Marketing Moves that will Move your Business Forward

Written by Kelly Stincer.

In the early stages of a business, entrepreneurs wear a lot of different hats. A founder may be a company’s CEO, IT specialist, lead researcher and marketing manager, all at the same time. And with so much to juggle, it can be hard to prioritize. Marketing may seem like a low priority, but regardless of whether a startup has the best product on the market, customers are not going to buy if they’re not excited about it. The earlier a company starts building buzz around their brand, the faster the business can turn marketing efforts into sales.

“The early stages of business can be challenging, and you may be tempted to cut costs,” said Colin Donohue, founder and principal strategist of Root Deeper Marketing. “But marketing is one of the last places you want to scale back because it has the ability to make or break your company.”

Donohue says if you don’t get the right message to the right people, it will put a strain on every other aspect of your business. He shared the following tips to help startups focus their resources on marketing efforts that will ultimately lead to sales:

Figure Out Who’s Interested and Follow-Up – A consistent analytics process to accompany your marketing efforts is crucial. It’s important to see who is visiting your website, reading your social media posts and engaging with your business. It’s even more important to follow-up with those people or businesses as quickly as possible. There are visitor discovery tools you can install that tell you who’s been to your site. Donohue says calling web leads within five minutes of their visit makes a company nine times more likely to close a sale. Getting to that customer first will give you a leg-up on the competition.

Capitalize on the Buzz – New and innovative ideas often attract a lot of attention from the media or online, especially when marketed effectively. But that buzz will be short-lived if you don’t build on it. Donohue suggests adopting marketing automation tools that help build contact lists to let those who are interested in your company know about new developments and products. This will maintain the excitement and keep your business fresh in their minds. Offer specific incentives to encourage potential customers to leave their email address, sign up for a newsletter or request future information. The ability to get back in touch with visitors later is crucial. If you have a large number of people visit your site from a press article but aren’t ready to ship your product, you need to have free remarketing tools enabled in your analytics so you can get back in front of those potential customers when you’re ready to launch.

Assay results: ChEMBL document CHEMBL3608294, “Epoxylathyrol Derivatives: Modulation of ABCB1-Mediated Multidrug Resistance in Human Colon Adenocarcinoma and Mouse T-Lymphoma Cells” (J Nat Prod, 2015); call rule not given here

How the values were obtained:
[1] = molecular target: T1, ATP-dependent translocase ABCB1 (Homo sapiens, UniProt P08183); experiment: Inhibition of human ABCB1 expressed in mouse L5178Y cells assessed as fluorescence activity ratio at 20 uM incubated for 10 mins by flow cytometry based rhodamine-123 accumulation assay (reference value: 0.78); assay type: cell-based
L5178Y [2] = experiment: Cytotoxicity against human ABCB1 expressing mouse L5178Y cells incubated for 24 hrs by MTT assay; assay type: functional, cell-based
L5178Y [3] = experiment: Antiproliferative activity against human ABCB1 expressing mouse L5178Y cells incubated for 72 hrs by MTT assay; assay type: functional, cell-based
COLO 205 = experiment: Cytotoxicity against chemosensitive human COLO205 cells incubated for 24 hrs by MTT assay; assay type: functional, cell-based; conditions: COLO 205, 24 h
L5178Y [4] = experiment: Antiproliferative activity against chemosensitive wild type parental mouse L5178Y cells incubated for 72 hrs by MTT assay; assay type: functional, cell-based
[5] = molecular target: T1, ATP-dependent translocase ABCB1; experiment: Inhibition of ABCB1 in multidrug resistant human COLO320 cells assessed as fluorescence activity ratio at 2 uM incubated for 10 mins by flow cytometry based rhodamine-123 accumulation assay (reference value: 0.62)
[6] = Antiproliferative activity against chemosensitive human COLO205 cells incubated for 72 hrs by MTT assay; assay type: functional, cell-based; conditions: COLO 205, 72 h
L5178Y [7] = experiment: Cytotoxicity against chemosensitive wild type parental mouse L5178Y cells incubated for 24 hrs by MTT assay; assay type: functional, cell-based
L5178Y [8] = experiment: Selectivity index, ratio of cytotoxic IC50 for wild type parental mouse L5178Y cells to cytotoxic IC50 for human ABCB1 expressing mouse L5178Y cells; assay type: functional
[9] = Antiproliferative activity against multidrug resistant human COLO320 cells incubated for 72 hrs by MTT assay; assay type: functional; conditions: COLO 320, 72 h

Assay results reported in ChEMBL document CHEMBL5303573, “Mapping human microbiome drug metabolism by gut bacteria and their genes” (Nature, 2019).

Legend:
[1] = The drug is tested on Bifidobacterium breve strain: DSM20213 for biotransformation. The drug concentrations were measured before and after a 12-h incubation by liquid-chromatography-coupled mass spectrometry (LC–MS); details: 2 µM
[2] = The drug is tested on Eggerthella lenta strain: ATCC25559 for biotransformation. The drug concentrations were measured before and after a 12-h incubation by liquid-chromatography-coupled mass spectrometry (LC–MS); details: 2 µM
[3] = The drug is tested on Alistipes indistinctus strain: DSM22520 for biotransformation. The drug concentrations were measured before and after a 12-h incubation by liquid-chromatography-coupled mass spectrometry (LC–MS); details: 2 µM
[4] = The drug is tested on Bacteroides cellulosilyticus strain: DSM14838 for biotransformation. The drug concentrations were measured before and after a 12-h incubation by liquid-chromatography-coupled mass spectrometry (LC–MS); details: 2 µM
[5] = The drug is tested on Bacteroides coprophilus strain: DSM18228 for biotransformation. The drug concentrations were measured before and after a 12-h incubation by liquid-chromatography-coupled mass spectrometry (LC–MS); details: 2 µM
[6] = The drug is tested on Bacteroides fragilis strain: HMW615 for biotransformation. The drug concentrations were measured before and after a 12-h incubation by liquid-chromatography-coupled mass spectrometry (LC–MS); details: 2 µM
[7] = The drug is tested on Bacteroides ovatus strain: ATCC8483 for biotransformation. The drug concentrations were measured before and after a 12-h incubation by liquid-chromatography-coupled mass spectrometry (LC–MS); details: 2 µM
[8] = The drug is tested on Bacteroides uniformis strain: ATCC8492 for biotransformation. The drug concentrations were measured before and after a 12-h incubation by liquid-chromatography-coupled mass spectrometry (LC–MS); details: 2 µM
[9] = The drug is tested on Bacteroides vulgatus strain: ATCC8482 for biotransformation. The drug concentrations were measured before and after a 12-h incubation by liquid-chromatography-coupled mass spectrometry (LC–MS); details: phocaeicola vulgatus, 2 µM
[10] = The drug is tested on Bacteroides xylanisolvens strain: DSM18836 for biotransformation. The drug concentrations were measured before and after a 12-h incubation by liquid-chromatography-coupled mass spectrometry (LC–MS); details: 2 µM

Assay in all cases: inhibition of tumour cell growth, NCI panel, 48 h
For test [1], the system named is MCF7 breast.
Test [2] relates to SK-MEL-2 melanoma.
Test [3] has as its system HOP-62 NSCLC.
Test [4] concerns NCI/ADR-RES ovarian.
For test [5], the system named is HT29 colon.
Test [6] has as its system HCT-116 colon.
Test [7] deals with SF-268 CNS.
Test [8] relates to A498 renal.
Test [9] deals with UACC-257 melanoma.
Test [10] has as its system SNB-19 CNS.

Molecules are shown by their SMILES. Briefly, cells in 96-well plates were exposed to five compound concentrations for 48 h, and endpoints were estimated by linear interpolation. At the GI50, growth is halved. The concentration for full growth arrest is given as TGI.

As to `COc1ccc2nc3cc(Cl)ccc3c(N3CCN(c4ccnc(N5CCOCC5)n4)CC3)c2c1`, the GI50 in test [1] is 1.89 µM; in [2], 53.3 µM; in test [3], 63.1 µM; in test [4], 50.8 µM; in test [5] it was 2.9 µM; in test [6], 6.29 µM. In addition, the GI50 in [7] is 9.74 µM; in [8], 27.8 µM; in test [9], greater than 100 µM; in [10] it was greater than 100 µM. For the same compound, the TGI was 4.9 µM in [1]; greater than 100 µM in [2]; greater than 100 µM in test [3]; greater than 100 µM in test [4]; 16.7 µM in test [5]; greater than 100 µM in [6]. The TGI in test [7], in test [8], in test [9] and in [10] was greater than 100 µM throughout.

Are “Likes” Really Drawing Attention and Sales? – You want to reach as many people as possible, but you may be putting too much stock in the quantity of social media followers and not enough in the quality. Donohue says he’s worked with companies with thousands of “likes” on Facebook, but those “likes” weren’t translating to any sales. He says that rather than looking at how many people like your post, analyze the value of each type of interaction. Someone who is clicking through your products page on the website is probably more likely to buy than someone who simply likes a Facebook post, and this can help you decide the best way to spend your marketing budget. Tracking the return on investment of each marketing campaign will help you make that money back as soon as possible in the form of sales.

Don’t Spam Social: Talk to People Without Selling to Them – You may think you can just make ‘X’ number of posts and promote them ‘X’ times a day to be successful on sites like Facebook, Twitter and Instagram. But Donohue says the social media landscape is changing. He likens these sites to cocktail parties and says they are social spaces where people want to have conversations and build relationships. You don’t want to be the person at the party constantly talking about yourself and trying to sell something to everyone you meet. This tactic can actually do your business more harm than good. Engaging with your customers, finding out what’s important to them, and giving them information they’re interested in will go a lot further in turning “likes” into sales.

Leverage What You Already Do – You’re the expert in your field, and anyone who’s looking for a company like yours shouldn’t have to look far. Search engine optimization is a critical skill and a free tool that drives traffic to your website. Understanding which keywords to use and how to have your site at the top of the search results is one of the best ways for customers to find you.

Exploring the most effective ways to reach your potential customers and increase sales is the best way to put your ideas and products on the map. Donohue says the effort you put into marketing will come back to your business ten-fold.

Root Deeper Marketing is a small digital marketing consultancy helping startups and other businesses maximize their return on investment by tracking sales and other key performance indicators from marketing initiatives. Root Deeper Marketing is an anchor tenant at the Ohio University Innovation Center, a southeast Ohio partner of Ohio Third Frontier that mentors startups, helps entrepreneurs develop marketing plans and explains digital marketing practices to grow their businesses.

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